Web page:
Night Lights: Shuttle Discovery Rockets Toward Space Station

Night Lights: Shuttle Discovery Rockets Toward Space Station
NASA's space shuttle Discovery blasts off from Pad 39B at Kennedy Space Center on Dec. 9, 2006. (Image credit:

This story was updated at9:19 p.m. EST.

CAPE CANAVERAL, Fla. - For a few brief moments, night turned to day at NASA's Kennedy SpaceCenter (KSC) as the shuttle Discovery climbed into space atop twincolumns of fire and smoke in the agency's first evening launch in four years.

Discovery lifted off at 8:47:35 p.m. EST (0147:35 Dec. 10GMT) from Pad 39B here, arcing skyward like a brilliant flare. The white,pulsating glow of the shuttle's boosters wasexpected to be visible along the entire Eastern Seaboard as the craft madeits way towards the InternationalSpace Station (ISS).

"We look forward to lighting up the night sky and rewiringthe ISS," Discovery's STS-116 commander Mark Polansky told launch controllers. "You're all going tobe with us going into orbit."

Discovery's flight comes two daysafter low clouds forced NASA launch controllers to scrub a planned Thursdayliftoff just minutes before launch. Saturday's forecast was initially gloomy aswell, at only 30 percent for Go, but the outlook reversed dramatically late inthe day to 70 percent. Shuttle engineers and pad workers were also able to getlaunch preparations back on track after a series of delays.

Flying onboard Discovery with Polanskywere shuttle pilot WilliamOefelein and mission specialists RobertCurbeam, NicholasPatrick, JoanHigginbotham, Sunita Williams and Christer Fuglesang, arepresentative of the European Space Agency (ESA) and Sweden's first astronaut.All of the astronauts, with the exception of Polanskyand Curbeam, are flying in space for the first time.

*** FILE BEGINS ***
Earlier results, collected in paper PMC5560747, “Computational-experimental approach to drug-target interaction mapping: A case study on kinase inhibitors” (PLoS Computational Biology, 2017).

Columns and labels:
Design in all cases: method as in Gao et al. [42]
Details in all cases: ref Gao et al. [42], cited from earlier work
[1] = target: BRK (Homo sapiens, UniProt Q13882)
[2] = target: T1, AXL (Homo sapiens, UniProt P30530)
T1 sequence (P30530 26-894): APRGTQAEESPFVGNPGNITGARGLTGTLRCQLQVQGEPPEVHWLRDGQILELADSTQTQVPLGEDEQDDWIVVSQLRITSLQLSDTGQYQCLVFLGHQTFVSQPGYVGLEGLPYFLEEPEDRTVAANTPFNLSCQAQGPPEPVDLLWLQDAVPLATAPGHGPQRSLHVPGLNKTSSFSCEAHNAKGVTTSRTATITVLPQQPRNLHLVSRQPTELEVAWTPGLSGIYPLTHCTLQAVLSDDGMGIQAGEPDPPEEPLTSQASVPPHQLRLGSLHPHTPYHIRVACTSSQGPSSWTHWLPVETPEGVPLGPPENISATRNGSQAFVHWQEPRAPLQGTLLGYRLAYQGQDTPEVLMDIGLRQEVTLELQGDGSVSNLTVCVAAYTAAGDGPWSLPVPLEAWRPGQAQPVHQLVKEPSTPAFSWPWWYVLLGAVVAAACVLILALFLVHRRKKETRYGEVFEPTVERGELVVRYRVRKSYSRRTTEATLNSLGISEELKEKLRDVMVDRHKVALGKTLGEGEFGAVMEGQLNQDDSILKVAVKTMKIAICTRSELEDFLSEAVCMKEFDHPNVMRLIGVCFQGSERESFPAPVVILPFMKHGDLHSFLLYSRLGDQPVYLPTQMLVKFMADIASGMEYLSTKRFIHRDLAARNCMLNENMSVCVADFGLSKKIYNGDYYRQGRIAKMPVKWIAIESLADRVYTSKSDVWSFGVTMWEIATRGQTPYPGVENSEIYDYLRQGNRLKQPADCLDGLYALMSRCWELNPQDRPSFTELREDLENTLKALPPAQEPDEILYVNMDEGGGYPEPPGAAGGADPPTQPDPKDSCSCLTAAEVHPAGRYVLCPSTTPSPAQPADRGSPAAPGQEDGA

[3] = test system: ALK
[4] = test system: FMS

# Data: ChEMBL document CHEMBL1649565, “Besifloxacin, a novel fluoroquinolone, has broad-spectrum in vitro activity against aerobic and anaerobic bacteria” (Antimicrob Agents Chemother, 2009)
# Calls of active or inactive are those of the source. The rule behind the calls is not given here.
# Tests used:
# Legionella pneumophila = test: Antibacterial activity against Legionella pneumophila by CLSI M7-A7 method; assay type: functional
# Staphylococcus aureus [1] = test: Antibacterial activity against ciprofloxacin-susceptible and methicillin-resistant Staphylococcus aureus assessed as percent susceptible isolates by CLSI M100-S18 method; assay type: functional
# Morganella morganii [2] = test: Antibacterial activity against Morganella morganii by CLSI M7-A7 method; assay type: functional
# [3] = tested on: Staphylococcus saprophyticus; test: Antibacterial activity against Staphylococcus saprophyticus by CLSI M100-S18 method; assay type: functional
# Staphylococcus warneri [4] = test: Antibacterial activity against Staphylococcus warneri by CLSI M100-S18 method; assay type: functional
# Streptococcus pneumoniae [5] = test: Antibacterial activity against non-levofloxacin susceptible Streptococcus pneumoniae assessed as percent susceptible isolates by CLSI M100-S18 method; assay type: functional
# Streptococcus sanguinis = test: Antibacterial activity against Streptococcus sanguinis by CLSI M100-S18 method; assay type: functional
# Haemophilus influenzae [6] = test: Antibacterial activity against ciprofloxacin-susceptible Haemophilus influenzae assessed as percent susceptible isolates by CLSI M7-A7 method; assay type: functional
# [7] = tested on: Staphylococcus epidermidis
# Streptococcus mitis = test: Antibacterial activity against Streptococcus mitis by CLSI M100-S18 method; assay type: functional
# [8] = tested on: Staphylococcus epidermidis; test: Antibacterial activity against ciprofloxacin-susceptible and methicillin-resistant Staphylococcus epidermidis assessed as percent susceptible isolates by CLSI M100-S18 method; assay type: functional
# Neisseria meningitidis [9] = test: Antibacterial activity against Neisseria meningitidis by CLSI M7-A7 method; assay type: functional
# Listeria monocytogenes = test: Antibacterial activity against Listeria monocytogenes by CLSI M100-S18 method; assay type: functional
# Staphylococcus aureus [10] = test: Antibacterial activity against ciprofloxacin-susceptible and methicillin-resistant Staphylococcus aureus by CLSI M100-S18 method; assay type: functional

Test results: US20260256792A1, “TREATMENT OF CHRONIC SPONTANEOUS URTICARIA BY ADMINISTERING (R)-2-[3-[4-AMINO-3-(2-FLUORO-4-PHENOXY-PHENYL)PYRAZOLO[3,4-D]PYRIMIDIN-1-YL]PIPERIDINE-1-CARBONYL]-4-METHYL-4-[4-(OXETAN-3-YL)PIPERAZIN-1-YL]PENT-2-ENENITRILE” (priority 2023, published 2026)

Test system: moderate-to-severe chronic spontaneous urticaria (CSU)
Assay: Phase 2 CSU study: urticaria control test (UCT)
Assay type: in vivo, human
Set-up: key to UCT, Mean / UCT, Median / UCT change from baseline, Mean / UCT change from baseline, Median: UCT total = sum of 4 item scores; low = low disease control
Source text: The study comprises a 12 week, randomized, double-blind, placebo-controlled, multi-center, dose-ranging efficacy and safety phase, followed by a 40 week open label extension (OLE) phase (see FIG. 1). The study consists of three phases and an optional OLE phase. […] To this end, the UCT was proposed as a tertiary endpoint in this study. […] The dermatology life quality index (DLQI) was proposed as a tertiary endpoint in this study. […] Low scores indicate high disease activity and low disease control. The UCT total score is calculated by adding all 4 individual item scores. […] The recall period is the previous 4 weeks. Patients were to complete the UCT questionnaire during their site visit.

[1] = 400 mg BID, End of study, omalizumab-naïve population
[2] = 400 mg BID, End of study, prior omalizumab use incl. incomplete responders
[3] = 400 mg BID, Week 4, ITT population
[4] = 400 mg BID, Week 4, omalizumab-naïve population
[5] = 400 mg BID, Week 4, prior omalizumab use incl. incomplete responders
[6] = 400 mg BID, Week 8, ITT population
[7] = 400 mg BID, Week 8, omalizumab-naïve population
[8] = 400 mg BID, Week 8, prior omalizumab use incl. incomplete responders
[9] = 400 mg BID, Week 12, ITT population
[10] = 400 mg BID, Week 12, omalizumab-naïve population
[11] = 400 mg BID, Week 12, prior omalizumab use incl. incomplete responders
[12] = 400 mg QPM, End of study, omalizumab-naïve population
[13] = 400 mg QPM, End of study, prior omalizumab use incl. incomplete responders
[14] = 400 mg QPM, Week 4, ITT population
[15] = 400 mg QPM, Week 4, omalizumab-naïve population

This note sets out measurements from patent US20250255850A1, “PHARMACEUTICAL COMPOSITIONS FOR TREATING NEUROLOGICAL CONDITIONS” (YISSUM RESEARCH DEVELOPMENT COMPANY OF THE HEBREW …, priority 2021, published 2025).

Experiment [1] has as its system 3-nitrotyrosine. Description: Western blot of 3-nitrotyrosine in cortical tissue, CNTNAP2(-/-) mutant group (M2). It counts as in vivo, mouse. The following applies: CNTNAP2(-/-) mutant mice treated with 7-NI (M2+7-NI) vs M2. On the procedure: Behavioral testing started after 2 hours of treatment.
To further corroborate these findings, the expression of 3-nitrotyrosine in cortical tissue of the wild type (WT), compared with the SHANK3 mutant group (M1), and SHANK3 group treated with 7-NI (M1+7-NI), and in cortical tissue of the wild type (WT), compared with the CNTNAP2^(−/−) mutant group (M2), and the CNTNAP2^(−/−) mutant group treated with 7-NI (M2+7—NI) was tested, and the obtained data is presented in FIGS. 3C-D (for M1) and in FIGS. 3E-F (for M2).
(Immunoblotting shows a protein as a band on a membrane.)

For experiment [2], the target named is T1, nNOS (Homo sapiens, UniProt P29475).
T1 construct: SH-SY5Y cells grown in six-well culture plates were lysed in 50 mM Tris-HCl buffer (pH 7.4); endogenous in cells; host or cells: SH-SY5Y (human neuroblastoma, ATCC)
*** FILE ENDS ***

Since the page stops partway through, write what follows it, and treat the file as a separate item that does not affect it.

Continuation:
"I think we have five people just haven't stopped smilingyet," Polansky after Discovery reached orbit.

The successful launch of Discovery marked the beginning ofthe plane's 33rd flight--more than any other orbiter in NASA'sfleet. The mission is NASA's 117th shuttle flight and the 20thbound for the ISS. It is also NASA's third shuttle flight this year and theagency's first liftoff in darkness since2002.

"I've always told people, 'If you see a day launch, yougotta come back and see a night launch,'" StephanieStilson, Discovery's vehicle flow manager, told"It's a completely different perspective. One minute it's pitch dark, nextminute you can turn around and see the people in the crowd that you couldn'tsee before when you're standing outside watching it."

A welcome return to night launches

Discovery's STS-116 launch is NASA's fourth space shuttlemission to fly after the 2003Columbia tragedy that claimed the lives of seven astronauts.

Following that disaster, daylight restrictions were placedon shuttle launches so cameras could track any potentially harmful debris shedduring liftoff. But emboldened by twosuccessful test flights that evaluated post-Columbiasafety modifications and the addition of now standard in-orbitinspection techniques to scan for heat shield damage, NASA officialsdecided it was time to reinstate nightlaunches.

The move is a welcome one, and necessary if the agency is tofulfill international obligations to help complete ISS construction bySeptember 2010, after which NASA's three-orbiter shuttle fleet will be retired.